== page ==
Meet the Lens: Konishiroku Hexanon 50mm f/1.9 LTM

Recent months saw me using my two Konica cameras – the Konica III and the Hexar AF – and finding myself impressed with the quality of their respective lenses, as I’ve noted here before. While this might seem like nothing more than a harmless observation, it quickly morphed into an obsessive need for a similar lens that I could mount on my LTM cameras. This presented a problem, in that Konica produced few lenses for Leica mount, and the ones that are out there aren’t cheap.

After looking into the quite modern 50/2.4 and the 35/2.0 (the latter is the Hexar lens in an LTM mount), I came to my senses and decided that their prices were simply too high to warrant serious consideration. This led me to the older Konishiroku (Konica’s predecessor) options, which basically boil down to the 50/3.5 collapsible Hexar and the 50/1.9 Hexanon. Both of the cameras I have have f/2 lenses, and the 50/1.9 LTM is supposed to be quite similar to the 48/2 in the Konica III, so I decided to go for the faster lens, in spite of greater rarity and higher cost.

I found very little information out there on either Konishiroku lens. What I was able to determine is that the f/1.9 Hexanon is a coated six-element, five-group Ultron derivative, making it fairly unusual in the LTM 50mm world. The body is brass and heavy, as is typical of 50’s lenses, with excellent build quality and machining. The aperture stops down to f/22 in full-stop clicks, which are nice and positive. It takes common 40.5mm filters, which was actually a considerable plus in my deliberations, as I have an extensive collection of filters in this size.

What made the lens worth seeking out and paying for (to me, at least) is the rendering. My Konica III produces really special images, sharp even wide open and with a nice three-dimensional look that stands out. It’s distinct enough from other lenses in my collection that I wanted the opportunity to get it with the cameras I tend to use most often. Though the Konica III is a fine (if quirky) camera in its own right, I know that I work best with my screwmount Leicas and Canons, and I have the accessories to get the most out of the LTM 50/1.9. I briefly considered finding a Konica IIIA, which differs from my III in that it has a large 1:1 viewfinder with projected framelines, making it much easier to use, but in the end I decided it was worth the extra cash to just get the LTM version.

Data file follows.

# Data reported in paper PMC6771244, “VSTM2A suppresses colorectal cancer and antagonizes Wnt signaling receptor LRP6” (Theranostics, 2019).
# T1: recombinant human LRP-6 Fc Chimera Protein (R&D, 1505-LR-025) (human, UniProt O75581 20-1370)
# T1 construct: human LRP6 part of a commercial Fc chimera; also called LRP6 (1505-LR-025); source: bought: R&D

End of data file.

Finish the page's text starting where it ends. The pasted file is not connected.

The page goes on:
All that remains is to put it use. A quick function test on my X-E1 suggests that my expectations are in line with what the lens can produce, but the real test is film, of course (a full-frame digital camera might do as well, but I don’t have one, so film it is). When time permits I will get it out and into service…

(Fast forward a week or so)

…and now I can show evidence that my interest in the Hexanon was not misplaced. As expected, it exhibits the same character traits as the 48/2 version. This shot was around f/4, if memory serves.

Obviously, more extensive use will be necessary to get full measure of the thing, but the initial indications are that this could easily become one of my most-used 50mm lenses. I don’t say that easily, considering my fondness for some of my other 50s. It’s not compact or light, but on days when I don’t mind carrying something a bit more obtrusive I think it will be hard to resist reaching for the Hexanon.

 


2 thoughts on “Meet the Lens: Konishiroku Hexanon 50mm f/1.9 LTM

  1. This is something of a secret that some people like David Duncan Douglas knew back in the day, but recent photographers are just catching on to.

    I have found similar with the (admittedly) more well known W-Nikkor 50’s. I have an LTM version of the F2 and an S mount version of the F1.4 (and recently an adapter), both of which I have been using with the 5th version of the Leica 50 Summicron for comparison purposes, on my M4.

    The f2 is easily the nicest, followed closely by the f1.4 which is as good as the f2 when it gets to f2.8, but is not as nice to handle with the adapter.

    The Summicron which cost me more than three times the sum of the other two is good, but not as good as its price.

    Reading up on the F2, it seems that it came into existence after the Zeiss factory was “liberated”… Somehow the designs of the Zeiss lenses found their way via America, to the Nikon people, who did Zeiss, only better. What they have built is a bullet proof 50mm Sonnar with some very good coating and beautiful rendering.

    1. Yes, the Leica-mount Nikkor lenses are quite well-regarded. I’ve so far resisted getting a 50, as I have a Canon 50/1.5 Sonnar LTM, but don’t think I haven’t been tempted; I’m very happy with my Nikkor 85/2 and 135/3.5, which are also Sonnar-formula lenses. As far as I know, DDD used the earliest 50/1.5 Nikkor for his Korea work, with the 50/1.4 an improved version coming out a bit later.

      Without a doubt, there are many older lenses that come very close to modern ones at a fraction of the price. Only in terms of contrast and absolute sharpness do modern lenses tend to surpass the earlier models, but these qualities are important only in academic discussions, as they have no meaningful impact on the vast majority of photos.

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